A movie log formerly known as Bookishness / By Charles Matthews
"Dazzled by so many and such marvelous inventions, the people of Macondo ... became indignant over the living images that the prosperous merchant Bruno Crespi projected in the theater with the lion-head ticket windows, for a character who had died and was buried in one film and for whose misfortune tears had been shed would reappear alive and transformed into an Arab in the next one. The audience, who had paid two cents apiece to share the difficulties of the actors, would not tolerate that outlandish fraud and they broke up the seats. The mayor, at the urging of Bruno Crespi, explained in a proclamation that the cinema was a machine of illusions that did not merit the emotional outbursts of the audience. With that discouraging explanation many ... decided not to return to the movies, considering that they already had too many troubles of their own to weep over the acted-out misfortunes of imaginary beings."--Gabriel García Márquez, One Hundred Years of Solitude
Thursday, November 5, 2009
I ask this because Simon's home and Nicky's pissed off about it. After three days of mewing at every window, making us think that he was missing his brother, the first thing Nicky does when Simon comes back is hiss at him. It seems that he doesn't smell right.
Maggie heard Simon outside last night, and went out with the laser pointer -- their favorite toy: they can chase the lightning bug without stop. He ran off when he saw her, but she sat down on the walk and coaxed him back. He has lost weight, but seems otherwise okay.
Dry without being arid, lean without being starved, the stories in Kazuo Ishiguro's new collection are studies in disjunction. They're full of characters in a state of disconnectedness – miscommunicating, misjudging, mistaking one another's motivations and intent. The trick here is that Ishiguro exploits this state of things for neither pathos nor farce, but for a funny-touching blend of the two.
Four of the five stories are narrated by musicians. A Polish-born guitarist in Venice tells of being hired by a famous American pop singer to serenade the singer's wife. An aspiring singer-songwriter escapes to the country to try to compose, but finds no peace there. A jazz saxophonist has plastic surgery because his career has been stymied by his looks -- his manager tells him he's “dull, loser ugly.” Another saxophonist tells the story of the relationship between a cellist and a mysterious woman who becomes his mentor.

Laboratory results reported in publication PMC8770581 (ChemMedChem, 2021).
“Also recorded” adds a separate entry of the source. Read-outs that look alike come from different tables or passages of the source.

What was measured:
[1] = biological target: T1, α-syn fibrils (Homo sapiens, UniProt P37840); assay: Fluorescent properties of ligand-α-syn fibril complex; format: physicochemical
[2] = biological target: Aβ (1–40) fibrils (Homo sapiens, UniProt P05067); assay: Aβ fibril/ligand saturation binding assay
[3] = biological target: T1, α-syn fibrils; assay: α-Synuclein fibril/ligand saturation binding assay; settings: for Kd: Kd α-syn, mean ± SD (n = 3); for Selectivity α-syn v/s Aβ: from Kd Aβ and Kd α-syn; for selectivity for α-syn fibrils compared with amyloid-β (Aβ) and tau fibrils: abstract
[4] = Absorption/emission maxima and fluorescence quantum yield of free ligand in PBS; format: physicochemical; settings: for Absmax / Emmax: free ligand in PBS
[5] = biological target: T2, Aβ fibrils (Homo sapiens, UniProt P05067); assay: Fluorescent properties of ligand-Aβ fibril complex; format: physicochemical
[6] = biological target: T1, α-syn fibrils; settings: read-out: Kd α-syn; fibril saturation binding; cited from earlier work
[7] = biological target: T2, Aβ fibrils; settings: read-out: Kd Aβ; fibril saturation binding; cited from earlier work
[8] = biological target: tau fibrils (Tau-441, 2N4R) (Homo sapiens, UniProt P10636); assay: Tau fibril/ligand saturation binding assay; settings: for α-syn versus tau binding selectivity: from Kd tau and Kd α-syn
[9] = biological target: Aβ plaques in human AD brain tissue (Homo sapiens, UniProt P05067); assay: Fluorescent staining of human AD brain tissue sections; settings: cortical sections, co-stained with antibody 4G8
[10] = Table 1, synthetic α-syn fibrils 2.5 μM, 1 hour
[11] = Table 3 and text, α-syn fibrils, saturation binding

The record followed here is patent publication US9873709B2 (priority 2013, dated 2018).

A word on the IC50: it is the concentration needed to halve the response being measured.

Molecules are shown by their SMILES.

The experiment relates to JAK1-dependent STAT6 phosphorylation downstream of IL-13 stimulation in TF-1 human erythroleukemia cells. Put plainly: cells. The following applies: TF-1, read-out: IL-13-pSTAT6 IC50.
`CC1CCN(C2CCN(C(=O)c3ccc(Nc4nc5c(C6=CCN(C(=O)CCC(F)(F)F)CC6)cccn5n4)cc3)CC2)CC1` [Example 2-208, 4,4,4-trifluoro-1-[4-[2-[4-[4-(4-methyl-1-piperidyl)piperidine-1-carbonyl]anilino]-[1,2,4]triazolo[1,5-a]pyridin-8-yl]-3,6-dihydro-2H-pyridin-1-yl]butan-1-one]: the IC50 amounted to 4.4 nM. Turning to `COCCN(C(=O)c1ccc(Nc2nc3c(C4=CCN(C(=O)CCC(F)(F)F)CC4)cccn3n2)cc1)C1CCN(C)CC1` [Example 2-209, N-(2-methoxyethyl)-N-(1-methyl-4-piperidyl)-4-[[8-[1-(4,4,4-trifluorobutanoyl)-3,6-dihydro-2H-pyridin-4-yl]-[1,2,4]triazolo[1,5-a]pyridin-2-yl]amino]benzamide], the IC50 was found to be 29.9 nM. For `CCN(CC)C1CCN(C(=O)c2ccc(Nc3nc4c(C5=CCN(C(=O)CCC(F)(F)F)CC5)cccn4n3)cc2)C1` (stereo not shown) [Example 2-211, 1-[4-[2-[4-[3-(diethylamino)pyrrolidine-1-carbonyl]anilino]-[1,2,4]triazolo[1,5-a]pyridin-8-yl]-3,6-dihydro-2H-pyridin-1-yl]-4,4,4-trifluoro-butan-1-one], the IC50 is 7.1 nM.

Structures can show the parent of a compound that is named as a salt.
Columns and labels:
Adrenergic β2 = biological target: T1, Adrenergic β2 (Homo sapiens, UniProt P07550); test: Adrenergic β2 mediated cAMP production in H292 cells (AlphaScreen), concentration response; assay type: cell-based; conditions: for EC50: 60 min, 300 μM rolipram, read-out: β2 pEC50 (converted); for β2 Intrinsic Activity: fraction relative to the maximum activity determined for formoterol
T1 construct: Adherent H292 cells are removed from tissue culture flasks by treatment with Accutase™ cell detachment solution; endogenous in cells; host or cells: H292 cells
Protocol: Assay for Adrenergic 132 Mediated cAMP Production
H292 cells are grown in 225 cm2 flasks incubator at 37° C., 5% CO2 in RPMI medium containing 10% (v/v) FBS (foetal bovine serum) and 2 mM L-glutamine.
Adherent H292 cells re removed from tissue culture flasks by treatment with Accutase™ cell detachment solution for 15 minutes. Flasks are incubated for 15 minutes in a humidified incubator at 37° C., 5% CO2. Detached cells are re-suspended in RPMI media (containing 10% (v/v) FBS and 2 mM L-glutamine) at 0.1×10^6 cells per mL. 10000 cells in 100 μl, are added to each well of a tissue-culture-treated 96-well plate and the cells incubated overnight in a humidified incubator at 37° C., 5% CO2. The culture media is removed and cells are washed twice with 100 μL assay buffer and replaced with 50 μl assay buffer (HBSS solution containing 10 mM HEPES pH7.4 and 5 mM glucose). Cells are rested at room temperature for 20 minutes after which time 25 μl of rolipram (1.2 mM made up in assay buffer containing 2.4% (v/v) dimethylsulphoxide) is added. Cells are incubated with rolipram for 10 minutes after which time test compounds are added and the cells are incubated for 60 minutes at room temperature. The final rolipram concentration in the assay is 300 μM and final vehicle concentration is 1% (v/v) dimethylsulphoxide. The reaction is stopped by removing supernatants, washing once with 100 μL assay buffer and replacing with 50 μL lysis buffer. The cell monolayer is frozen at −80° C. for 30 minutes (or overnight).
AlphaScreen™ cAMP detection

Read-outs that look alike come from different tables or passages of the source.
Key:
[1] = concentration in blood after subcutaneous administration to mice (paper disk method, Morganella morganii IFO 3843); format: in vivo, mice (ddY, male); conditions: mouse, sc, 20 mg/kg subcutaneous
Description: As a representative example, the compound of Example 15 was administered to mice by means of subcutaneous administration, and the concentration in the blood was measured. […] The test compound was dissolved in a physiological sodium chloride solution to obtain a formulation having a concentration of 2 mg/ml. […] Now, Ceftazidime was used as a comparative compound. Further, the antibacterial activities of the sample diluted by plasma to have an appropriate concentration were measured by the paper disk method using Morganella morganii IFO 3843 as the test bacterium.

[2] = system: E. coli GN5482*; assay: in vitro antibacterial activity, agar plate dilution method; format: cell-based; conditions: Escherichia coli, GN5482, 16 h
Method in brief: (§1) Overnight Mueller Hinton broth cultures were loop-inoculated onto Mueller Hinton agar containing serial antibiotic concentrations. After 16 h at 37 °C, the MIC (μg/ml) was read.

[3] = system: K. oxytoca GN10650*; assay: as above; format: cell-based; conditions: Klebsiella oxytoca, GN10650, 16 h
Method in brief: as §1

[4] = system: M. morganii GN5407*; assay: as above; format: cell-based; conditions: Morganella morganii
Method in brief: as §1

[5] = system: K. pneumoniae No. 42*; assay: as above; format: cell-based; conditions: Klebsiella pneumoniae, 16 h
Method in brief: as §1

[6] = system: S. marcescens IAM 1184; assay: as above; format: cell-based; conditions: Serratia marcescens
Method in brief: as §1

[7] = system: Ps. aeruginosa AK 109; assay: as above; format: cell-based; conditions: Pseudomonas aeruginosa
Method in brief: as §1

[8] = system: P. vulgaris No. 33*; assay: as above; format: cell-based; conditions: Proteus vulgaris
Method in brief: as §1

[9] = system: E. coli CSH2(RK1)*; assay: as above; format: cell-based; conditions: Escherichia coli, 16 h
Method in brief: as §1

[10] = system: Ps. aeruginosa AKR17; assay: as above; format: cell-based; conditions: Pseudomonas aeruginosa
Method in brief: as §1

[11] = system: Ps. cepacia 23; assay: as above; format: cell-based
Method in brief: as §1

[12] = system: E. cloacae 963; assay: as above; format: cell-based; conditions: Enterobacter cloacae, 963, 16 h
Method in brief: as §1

The one story that doesn't feature musicians is also the most wildly varied in tone. “Come Rain or Come Shine” still hinges on the power of music – as the title's allusion to the Harold Arlen-Johnny Mercer standard suggests. In the story, Ray, a middle-aged man who teaches English on the continent, comes to England to visit his old university friends, Charlie and Emily. The reunion is not a happy one: Charlie and Emily not only berate Ray for not making more of his life, but also embroil him in their own marital tensions, which are like something out of Pinter or Albee.
And then the story turns into situation comedy. Charlie leaves on a business trip and, while Emily is at work, Ray discovers that she has called him “the Prince of Whiners” in her diary. He angrily mutilates the book, but when remorse sets in he calls Charlie to ask what he should do about the diary. Charlie concocts a far-fetched scheme to to trash the apartment and blame the mutilation on a dog owned by some of their friends. The story moves from agitato to scherzando, and by the time it ends it has changed mood again, to andante. The healing agent, at least between Ray and Emily, is music.
Music hath charms. Indeed, it's the almost the only real agglutinating force in the lives of these characters, all of whom are – or feel themselves to be -- outsiders. Janeck, the narrator of the opening story, “Crooner,” was raised in Poland before the fall of communism, and now plays guitar in a café orchestra on the Piazza San Marco in Venice. “Anywhere else,” he tells us, “being a guitar player would go in a guy's favour. But here? A guitar! The café managers get uneasy. It looks too modern, the tourists won't like it.” He's also at a disadvantage because of “the small matter of my not being Italian, never mind Venetian,” but as long as he keeps his mouth shut he can get work because “they need a guitar – something soft, but amplified, thumping out the chords from the back.” He is delighted to meet the crooner, whose black-market records Janeck's mother used to play, and thrilled when the man engages him as an accompanist for the serenade, a romantic gesture that turns out not to be exactly what Janeck is expecting.
Ishiguro knows something about musicians and about feeling like an outsider: Born in Nagasaki, he moved with his family to England when he was five years old. As a teenager, he aspired to be a songwriter like Bob Dylan and Leonard Cohen, and at 19 he hitchhiked with his guitar around California and the West. (The guitar was stolen in San Francisco.) But the characters in Nocturnes are no more (or less) autobiographical than the emotionally atrophied butler in The Remains of the Day or the doomed clones of Never Let Me Go.
What gives Ishiguro's fiction its peculiar quality is the sense of things held in suspension, of situations and relationships never quite fated to work out the way they should, rather like unresolved chords in a musical composition. These stories are often quite funny, predicated as they are on odd behavior, misinterpreted actions and false conclusions. But laughter depends on the release of tension, and Ishiguro's skillful avoidance of the expected resolution and his sly refusal to give us a full release of the tension produces a laughter with a melancholy, nervous edge.